* Crusty Old Computer: New imaging techniques reveal construction of ancient marvel (Science News). Sounds like a Game clue.

Radio Reporter Plug: Nina Totenberg

I recently heard the radio segment "Hear Ye, Hear Ye" (WNYC's On The Media via NPR) about reporting on the Supreme Court, the release of recordings of oral arguments, and the possible entry of cameras into the courtroom.

As part of the segment, they interviewed Nina Totenberg, my favorite reporter on legal issues, and it occurred to me that I never plugged her on this blog.

Nina Totenberg is NPR's Legal Affairs correspondent. Her reporting is great, bringing life to any legal issue however obscure or arcane. I especially enjoy her dramatic reenactments of oral arguments. They portray each justice's humor and wit, putting an individual and human face on persons whose personality and personal lives are rarely in the public eye.

Nina Totenberg's contribution to the radio segment above starts around minute 5:45. The whole piece, however, is only ten minutes long and worthwhile.

Personally, I keep NPR's Legal Affairs bookmarked, though I find myself more often using my direct bookmark to recordings of stories reported by Nina Totenberg.

Interesting Articles: November 14th-December 2nd 2006

* Mystery of the Missing Heat: Upper ocean has cooled slightly in recent years, despite warming climate (Science News). "Between 2003 and 2005, the top layers of the world's oceans cooled slightly, but scientists aren't sure where the heat went." It's legitimate articles like this that cause some people to doubt global warming. The abstract of the source article, Recent cooling of the upper ocean (Geophysical Research Letters), is available but doesn't really say much. If you want me to e-mail you a copy of the Science News article -it's interesting-, just ask.

* Things We Know We Know (WNYC's On The Media via NPR). I'm not posting this discussion of Rumsfeld's press briefings for political reasons; rather, I'm posting it because it's one of the most detailed overview of and commentary on someone's speaking habits I've seen. I'd love to see more of these for other public speakers. Also, the link to the Slate piece on the poetry of Rumsfeld is worth following.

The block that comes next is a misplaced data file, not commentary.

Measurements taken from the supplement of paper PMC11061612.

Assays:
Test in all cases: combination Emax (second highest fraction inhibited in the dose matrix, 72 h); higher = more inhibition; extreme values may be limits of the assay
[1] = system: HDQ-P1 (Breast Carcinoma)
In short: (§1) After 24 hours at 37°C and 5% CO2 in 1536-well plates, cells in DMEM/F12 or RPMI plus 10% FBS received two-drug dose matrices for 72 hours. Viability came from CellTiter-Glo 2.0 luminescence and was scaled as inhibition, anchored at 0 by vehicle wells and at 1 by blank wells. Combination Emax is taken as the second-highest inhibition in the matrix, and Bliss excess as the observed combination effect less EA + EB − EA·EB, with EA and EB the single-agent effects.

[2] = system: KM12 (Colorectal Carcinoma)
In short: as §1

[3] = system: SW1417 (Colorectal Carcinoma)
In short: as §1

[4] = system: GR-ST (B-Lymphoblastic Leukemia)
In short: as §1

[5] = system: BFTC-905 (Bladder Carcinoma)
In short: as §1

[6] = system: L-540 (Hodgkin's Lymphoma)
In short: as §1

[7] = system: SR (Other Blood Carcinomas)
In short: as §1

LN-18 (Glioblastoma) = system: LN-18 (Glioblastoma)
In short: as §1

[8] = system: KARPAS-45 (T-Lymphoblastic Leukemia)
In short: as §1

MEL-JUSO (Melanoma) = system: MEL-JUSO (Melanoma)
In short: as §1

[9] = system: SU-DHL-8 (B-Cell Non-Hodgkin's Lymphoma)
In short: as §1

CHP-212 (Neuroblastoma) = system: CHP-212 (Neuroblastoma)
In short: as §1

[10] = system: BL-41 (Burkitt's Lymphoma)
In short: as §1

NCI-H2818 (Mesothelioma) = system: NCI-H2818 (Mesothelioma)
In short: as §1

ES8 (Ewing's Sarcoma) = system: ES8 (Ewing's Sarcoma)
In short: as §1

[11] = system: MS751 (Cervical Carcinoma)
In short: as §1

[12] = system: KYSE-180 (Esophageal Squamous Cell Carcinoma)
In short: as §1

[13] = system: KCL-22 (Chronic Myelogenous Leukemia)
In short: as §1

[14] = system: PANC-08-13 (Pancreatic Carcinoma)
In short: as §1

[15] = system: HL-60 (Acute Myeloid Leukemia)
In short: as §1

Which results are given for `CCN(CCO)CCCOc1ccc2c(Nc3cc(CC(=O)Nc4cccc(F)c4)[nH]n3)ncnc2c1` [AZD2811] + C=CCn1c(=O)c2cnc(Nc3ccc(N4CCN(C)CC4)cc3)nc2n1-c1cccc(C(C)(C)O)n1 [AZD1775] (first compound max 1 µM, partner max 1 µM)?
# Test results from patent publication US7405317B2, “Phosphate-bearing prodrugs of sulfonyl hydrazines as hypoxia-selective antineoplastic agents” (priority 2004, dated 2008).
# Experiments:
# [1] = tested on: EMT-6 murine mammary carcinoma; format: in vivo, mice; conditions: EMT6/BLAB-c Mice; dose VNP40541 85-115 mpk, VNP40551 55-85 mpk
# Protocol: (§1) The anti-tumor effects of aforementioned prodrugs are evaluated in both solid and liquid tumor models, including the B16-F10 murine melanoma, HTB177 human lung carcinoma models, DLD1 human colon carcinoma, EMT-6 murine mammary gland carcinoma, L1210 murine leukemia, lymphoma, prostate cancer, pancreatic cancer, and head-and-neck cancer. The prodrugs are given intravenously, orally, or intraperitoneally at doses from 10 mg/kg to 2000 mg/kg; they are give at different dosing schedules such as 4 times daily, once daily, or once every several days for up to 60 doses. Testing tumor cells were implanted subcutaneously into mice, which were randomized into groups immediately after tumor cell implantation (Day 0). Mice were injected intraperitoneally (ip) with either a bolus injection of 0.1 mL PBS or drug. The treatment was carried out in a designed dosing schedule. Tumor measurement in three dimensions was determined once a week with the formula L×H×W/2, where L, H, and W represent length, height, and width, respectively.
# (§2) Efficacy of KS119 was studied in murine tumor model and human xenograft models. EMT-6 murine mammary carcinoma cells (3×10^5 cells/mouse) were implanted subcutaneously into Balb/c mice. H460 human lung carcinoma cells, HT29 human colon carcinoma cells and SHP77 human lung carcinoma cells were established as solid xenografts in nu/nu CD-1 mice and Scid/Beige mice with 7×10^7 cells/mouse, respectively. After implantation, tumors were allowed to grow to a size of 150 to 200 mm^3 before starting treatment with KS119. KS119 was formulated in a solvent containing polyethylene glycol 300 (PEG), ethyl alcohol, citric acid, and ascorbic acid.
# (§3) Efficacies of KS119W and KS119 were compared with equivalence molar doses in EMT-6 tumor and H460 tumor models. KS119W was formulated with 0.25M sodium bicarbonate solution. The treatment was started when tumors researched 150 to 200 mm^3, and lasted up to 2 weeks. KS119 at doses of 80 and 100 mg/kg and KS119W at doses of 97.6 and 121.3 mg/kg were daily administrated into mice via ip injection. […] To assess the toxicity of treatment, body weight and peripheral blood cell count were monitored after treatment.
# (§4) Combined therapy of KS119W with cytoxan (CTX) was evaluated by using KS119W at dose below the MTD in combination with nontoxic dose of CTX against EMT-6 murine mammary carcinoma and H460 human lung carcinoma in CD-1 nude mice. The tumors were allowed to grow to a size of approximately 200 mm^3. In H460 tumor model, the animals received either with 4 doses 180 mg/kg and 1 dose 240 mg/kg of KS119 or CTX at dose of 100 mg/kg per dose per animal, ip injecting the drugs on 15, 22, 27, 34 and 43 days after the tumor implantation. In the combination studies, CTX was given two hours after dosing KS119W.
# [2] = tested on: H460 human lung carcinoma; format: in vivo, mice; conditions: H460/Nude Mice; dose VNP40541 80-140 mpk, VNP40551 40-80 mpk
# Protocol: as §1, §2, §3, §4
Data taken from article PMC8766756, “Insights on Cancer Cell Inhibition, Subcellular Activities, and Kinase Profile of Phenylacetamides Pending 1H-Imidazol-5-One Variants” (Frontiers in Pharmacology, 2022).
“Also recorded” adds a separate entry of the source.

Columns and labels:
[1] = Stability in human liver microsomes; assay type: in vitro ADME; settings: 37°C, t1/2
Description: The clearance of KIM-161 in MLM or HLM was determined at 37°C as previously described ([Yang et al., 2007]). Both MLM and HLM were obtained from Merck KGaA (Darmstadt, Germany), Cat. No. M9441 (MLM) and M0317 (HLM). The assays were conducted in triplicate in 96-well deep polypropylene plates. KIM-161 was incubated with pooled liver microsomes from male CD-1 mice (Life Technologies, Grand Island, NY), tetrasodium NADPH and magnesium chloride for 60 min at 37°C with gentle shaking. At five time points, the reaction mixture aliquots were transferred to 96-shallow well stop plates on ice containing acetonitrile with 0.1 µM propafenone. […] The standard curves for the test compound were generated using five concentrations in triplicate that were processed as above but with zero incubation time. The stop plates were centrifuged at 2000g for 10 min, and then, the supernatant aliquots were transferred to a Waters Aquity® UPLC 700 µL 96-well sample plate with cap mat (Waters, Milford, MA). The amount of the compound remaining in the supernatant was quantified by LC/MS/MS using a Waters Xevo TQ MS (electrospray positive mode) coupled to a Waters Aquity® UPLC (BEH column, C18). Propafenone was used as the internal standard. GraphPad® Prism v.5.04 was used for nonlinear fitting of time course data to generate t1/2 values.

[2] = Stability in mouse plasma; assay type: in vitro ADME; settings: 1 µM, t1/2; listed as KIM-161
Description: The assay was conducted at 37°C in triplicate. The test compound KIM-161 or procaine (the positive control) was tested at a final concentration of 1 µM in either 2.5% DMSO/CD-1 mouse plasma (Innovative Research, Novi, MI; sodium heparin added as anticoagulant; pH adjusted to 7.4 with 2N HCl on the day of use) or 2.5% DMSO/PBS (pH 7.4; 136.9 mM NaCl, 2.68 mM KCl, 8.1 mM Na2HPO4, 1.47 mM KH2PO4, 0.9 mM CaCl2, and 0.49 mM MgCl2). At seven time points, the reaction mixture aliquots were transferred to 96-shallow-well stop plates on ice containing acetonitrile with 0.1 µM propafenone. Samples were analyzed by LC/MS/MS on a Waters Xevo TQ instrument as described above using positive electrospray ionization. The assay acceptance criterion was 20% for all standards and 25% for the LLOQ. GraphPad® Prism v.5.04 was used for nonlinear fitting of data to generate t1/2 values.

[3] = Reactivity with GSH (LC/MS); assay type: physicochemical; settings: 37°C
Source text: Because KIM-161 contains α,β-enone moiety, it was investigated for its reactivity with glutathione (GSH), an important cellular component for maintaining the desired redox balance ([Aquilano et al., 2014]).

* Consequences of erudite vernacular utilized irrespective of necessity: problems with using long words needlessly (Applied Cognitive Psychology). An Ig Noble award winner. Reports on a number of experiments/studies that demonstrate use of unnecessarily complex vocabulary ends up sounding bad and reflecting poorly on the writer. Sadly, the full text of the article isn't accessible online without a subscription. If you have a copy of it, please send it to me.

* Blink-free photos, guaranteed (Velocity). An Ig Noble award winner. A physicist models blinking and estimates the probability of taking blink-free pictures. The last paragraph of main article body has a handy rule of thumb.

* Death rates for poor higher in rich neighborhoods (Stanford Report). What an interesting result. One possible message: live within your means.
* Gene pool: new therapy improves memory, learning in stressed rats (Stanford Report). What can I say? Ever since I took Sapolsky's class, I've thought he was awesome. And this is neat research.